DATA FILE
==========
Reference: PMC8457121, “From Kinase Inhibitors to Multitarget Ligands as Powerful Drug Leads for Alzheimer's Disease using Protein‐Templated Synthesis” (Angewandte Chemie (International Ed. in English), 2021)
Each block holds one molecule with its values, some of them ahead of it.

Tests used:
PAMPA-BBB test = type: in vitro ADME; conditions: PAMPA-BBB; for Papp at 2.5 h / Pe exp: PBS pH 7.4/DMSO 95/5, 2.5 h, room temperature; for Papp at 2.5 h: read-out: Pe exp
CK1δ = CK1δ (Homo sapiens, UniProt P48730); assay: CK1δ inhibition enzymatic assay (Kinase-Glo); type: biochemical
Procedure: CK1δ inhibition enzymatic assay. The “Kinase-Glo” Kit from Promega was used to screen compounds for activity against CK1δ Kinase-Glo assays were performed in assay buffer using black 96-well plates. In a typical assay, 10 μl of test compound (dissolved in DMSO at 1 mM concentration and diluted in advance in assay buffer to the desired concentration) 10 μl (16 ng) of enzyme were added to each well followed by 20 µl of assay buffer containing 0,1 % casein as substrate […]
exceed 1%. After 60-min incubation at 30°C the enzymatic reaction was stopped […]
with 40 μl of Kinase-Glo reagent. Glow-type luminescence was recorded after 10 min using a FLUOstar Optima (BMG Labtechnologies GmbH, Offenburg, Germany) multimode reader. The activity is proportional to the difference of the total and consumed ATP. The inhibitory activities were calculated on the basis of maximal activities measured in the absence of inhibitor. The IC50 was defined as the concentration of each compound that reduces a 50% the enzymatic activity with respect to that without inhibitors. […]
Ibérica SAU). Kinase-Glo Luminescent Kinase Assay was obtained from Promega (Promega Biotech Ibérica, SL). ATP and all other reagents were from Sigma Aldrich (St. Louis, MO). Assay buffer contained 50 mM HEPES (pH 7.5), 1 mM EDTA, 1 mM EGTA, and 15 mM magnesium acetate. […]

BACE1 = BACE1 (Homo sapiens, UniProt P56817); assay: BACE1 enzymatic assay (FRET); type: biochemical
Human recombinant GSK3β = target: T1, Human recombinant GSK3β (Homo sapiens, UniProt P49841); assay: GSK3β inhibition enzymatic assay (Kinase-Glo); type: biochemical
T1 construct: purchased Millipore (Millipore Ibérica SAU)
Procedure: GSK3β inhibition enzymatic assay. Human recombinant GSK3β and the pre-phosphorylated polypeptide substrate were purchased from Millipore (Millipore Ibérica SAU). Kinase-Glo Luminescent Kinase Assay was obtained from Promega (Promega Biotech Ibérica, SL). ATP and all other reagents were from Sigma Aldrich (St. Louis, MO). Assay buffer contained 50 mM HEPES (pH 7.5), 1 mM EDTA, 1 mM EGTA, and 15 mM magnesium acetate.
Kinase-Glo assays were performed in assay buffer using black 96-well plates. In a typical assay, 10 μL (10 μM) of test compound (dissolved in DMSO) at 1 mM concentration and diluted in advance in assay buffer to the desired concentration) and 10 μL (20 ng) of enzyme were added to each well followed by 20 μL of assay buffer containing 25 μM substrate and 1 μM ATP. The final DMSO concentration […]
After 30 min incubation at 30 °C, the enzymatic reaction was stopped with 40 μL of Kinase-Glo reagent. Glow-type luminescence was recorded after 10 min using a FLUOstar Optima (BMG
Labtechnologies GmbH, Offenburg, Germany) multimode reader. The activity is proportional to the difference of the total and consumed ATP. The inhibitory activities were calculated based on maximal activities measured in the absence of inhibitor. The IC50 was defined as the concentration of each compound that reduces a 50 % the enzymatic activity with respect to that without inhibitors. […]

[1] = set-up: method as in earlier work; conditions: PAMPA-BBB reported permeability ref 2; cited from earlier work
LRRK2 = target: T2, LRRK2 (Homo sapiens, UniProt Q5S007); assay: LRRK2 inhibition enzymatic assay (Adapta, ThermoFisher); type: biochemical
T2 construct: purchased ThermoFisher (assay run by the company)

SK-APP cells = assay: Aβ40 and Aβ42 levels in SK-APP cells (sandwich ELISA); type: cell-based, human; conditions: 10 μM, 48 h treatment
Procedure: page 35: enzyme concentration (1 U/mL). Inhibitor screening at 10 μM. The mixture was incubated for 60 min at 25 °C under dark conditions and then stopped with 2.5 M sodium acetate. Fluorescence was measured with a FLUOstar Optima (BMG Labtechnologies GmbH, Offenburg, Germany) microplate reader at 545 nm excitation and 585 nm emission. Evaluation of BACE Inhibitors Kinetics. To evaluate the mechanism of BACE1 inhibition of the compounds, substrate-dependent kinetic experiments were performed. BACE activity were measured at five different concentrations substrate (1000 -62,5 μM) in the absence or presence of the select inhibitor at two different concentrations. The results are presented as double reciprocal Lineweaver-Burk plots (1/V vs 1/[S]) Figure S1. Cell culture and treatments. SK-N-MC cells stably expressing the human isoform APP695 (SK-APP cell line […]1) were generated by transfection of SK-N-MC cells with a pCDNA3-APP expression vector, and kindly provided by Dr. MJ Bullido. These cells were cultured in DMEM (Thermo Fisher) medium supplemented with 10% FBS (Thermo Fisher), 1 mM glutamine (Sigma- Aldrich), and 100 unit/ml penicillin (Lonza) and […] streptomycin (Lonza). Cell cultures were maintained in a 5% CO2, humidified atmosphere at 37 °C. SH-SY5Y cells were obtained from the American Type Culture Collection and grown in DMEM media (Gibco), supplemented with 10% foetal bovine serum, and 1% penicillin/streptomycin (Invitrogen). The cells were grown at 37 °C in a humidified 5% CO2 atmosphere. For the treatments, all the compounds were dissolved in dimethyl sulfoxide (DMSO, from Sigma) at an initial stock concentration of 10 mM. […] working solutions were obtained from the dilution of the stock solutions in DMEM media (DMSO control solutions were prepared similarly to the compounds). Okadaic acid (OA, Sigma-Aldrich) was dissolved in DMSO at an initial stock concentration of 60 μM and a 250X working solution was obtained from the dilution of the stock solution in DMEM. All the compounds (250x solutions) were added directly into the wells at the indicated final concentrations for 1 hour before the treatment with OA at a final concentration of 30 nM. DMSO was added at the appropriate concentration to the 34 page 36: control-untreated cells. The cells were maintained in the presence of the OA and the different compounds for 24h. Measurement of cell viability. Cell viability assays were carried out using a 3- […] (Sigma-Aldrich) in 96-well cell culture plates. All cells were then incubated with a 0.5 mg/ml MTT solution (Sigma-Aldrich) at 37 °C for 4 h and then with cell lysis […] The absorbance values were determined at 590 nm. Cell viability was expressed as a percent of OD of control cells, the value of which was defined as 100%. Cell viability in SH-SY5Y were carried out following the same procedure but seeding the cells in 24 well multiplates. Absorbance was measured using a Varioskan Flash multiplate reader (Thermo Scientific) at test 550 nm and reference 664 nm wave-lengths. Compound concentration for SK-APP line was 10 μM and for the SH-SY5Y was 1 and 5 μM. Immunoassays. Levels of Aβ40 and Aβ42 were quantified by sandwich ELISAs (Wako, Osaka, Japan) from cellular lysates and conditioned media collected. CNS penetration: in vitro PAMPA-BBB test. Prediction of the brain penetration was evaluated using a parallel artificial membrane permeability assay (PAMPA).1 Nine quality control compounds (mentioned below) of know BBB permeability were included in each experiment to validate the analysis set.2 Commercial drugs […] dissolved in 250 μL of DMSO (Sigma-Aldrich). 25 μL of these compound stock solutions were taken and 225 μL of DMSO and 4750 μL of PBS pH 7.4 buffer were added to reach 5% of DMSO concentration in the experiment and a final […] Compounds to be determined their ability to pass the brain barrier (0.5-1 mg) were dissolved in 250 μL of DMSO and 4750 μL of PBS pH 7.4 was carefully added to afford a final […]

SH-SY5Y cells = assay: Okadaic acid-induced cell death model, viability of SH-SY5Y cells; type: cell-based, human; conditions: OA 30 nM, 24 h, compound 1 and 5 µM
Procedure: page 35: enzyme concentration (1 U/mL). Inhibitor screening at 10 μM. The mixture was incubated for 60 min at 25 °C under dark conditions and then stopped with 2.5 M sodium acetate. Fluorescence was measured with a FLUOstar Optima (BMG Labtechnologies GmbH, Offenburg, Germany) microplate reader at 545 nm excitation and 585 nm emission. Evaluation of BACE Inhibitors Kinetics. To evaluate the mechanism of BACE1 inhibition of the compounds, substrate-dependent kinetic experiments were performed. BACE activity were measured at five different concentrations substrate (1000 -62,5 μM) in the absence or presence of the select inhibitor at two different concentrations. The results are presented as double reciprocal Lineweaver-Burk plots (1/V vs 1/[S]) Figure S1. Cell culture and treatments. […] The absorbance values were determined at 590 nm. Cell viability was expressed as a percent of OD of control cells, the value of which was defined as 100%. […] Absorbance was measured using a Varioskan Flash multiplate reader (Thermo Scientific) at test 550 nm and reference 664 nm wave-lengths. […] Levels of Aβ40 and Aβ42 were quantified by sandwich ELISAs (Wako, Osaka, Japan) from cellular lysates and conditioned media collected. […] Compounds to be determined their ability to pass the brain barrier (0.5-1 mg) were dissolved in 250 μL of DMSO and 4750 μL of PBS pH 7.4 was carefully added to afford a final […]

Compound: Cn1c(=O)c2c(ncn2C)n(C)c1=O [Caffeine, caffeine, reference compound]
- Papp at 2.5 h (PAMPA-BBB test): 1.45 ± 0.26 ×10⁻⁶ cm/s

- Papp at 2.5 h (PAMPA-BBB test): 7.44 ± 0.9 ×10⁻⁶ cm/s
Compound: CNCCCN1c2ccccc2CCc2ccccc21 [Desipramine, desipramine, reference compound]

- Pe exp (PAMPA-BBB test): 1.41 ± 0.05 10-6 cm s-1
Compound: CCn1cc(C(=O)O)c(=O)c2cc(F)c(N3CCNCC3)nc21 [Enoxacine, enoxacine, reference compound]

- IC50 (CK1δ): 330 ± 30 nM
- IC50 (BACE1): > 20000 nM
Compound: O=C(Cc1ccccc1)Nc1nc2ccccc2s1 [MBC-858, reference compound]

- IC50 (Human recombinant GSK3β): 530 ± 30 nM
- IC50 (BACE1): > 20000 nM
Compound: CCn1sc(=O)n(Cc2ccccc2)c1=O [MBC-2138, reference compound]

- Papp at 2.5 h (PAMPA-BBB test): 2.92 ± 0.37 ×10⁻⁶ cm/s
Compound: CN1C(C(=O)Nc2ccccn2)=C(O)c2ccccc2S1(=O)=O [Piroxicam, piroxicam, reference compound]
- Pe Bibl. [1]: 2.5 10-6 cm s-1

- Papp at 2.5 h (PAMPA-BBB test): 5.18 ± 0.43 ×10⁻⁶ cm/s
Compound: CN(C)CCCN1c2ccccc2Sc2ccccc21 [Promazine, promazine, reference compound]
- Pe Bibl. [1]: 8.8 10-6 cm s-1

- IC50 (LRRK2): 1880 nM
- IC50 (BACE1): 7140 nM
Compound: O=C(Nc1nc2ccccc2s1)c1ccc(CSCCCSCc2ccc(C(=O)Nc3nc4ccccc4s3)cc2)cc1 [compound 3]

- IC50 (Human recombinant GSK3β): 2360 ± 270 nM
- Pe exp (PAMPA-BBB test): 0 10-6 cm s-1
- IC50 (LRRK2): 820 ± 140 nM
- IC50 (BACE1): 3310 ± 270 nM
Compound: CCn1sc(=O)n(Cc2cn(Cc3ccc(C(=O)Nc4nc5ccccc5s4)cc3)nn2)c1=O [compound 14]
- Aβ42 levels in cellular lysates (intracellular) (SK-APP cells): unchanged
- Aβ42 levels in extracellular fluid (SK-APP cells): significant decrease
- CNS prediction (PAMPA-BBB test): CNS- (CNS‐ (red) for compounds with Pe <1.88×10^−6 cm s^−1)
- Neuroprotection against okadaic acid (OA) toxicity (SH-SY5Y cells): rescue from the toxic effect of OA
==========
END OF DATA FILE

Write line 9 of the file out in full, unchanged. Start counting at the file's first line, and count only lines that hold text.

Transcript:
Ibérica SAU). Kinase-Glo Luminescent Kinase Assay was obtained from Promega (Promega Biotech Ibérica, SL). ATP and all other reagents were from Sigma Aldrich (St. Louis, MO). Assay buffer contained 50 mM HEPES (pH 7.5), 1 mM EDTA, 1 mM EGTA, and 15 mM magnesium acetate. […]